It is possible though, even common and almost ubiquitous, for the desiring-faculty to be fascinated and entranced by its own tools, for example the hormones deployed by the body in order to affect certain motions and sentiments; dopamine, oxytocin, etc. Dopamine is especially volatile because its action is based on anticipation rather than completion or attainment. In such fascination, the desiring faculty begins to take its own resultant sentiments and compulsions to be goods in themselves because it has displaced pleasure away from the actual attainment of non-deficiency (or “wholeness”) and onto the processes which lead towards it. Such fixation is liable to delay or entirely prevent wholeness because attachment to the process of desiring can cause you to wallow in that process indefinitely. This is the mechanism of addiction. The apple is eaten, but the craving for sweetness endures – and is not even rebuked, because that craving was responsible for the enjoyment derived from the apple.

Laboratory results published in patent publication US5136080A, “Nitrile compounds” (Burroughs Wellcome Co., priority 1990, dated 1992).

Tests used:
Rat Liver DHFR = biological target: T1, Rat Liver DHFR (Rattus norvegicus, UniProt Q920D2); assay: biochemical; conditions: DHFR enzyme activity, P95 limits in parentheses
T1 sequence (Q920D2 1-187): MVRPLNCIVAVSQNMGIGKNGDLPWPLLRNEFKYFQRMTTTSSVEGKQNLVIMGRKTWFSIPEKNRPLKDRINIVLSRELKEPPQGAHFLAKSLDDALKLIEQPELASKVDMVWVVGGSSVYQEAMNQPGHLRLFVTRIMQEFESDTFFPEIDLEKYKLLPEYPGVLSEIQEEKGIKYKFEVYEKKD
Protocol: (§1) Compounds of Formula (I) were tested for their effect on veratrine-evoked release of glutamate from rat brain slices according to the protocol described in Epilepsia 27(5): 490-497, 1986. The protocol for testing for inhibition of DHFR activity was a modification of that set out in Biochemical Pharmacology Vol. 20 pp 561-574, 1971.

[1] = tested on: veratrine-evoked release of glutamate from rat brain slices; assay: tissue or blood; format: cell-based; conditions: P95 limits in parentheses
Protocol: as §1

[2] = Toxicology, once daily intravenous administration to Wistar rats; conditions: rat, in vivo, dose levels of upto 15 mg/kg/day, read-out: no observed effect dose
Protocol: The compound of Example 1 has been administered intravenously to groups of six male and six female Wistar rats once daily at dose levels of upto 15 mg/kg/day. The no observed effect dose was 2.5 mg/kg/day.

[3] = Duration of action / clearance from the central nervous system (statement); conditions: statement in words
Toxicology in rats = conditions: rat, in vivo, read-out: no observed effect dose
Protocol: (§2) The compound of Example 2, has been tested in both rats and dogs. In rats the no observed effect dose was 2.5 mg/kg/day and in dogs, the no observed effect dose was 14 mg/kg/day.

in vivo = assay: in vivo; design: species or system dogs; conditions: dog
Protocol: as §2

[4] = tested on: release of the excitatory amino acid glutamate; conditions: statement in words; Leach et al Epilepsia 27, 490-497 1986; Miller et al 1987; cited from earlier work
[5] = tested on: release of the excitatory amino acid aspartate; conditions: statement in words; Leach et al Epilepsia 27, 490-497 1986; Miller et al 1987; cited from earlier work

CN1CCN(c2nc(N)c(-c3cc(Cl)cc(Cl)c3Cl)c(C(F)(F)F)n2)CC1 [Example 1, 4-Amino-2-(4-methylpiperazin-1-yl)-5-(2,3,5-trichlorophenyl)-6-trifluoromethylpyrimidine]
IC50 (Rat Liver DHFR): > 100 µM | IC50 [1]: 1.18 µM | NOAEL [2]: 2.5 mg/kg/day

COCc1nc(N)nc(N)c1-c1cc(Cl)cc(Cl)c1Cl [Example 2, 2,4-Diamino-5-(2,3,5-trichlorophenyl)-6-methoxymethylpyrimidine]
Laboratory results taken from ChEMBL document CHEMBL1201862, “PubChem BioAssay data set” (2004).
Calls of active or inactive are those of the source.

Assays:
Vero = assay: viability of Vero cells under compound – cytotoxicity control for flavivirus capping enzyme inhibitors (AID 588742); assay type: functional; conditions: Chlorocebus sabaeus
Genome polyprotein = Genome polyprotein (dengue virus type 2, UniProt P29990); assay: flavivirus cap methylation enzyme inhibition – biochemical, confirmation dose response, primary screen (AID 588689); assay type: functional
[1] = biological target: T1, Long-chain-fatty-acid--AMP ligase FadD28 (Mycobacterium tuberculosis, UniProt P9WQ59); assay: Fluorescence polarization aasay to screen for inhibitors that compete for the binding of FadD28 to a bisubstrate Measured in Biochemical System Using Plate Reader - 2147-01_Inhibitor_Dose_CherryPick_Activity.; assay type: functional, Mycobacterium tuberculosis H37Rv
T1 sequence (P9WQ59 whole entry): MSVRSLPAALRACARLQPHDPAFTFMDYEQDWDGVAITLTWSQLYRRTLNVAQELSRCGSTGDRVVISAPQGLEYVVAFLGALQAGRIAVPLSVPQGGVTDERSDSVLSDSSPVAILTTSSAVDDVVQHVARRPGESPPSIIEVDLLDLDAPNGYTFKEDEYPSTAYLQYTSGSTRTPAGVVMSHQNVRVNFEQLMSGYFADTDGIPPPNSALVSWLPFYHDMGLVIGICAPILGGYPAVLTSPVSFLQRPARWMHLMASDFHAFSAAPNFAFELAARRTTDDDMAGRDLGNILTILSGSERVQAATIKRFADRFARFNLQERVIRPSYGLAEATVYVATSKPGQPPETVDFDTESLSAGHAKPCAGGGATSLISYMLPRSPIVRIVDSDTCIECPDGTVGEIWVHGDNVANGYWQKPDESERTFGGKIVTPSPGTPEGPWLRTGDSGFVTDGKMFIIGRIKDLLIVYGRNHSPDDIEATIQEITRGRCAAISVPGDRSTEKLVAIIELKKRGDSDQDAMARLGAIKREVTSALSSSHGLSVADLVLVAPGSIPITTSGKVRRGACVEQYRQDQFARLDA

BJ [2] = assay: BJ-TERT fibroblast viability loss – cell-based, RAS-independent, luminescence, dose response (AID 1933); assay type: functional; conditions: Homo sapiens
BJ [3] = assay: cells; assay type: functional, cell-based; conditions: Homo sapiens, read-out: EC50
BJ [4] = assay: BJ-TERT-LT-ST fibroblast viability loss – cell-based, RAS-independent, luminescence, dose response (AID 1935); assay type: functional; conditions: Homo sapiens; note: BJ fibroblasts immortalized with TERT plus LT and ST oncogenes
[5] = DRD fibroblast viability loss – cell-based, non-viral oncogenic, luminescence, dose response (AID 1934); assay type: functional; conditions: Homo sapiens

Now we must suppose there were two apples, one shiny and ripe and round, and one bruised, overripe, and misshapen. All reasonable people would easily pass judgement as to which one is more desirable, supposing the apples are of the same breed and differences come down to health and freshness. Why is this? It is because we perceive the ripe one to taste better and have better texture, to be able to address the deficiency that produced our desire more perfectly than the bruised one can. Furthermore, desirable apples will tend to be similar in luster and symmetry while there are nearly infinite ways for an undesirable apple to become ugly, infinite varieties and combinations of bruises, worm-holes, or bulges.

What our forerunners deduced from this, with more detail and proof than I have room for here, is that the better an apple may be, the closer it will resemble a single hypothetical perfect apple. There probably never was, will be, or could be such an apple in material reality; but we can surmise that this perfect apple exists beyond the material and seeks to express itself materially via inducing a particular arrangement of bark, leaf, flesh, flower, seed, hydrogen, carbon, oxygen, etc. This arrangement is always somehow minorly or majorly discordant with its ancestral image on account of millions of possible motions or processes, and thus there is variation in the quality of apples.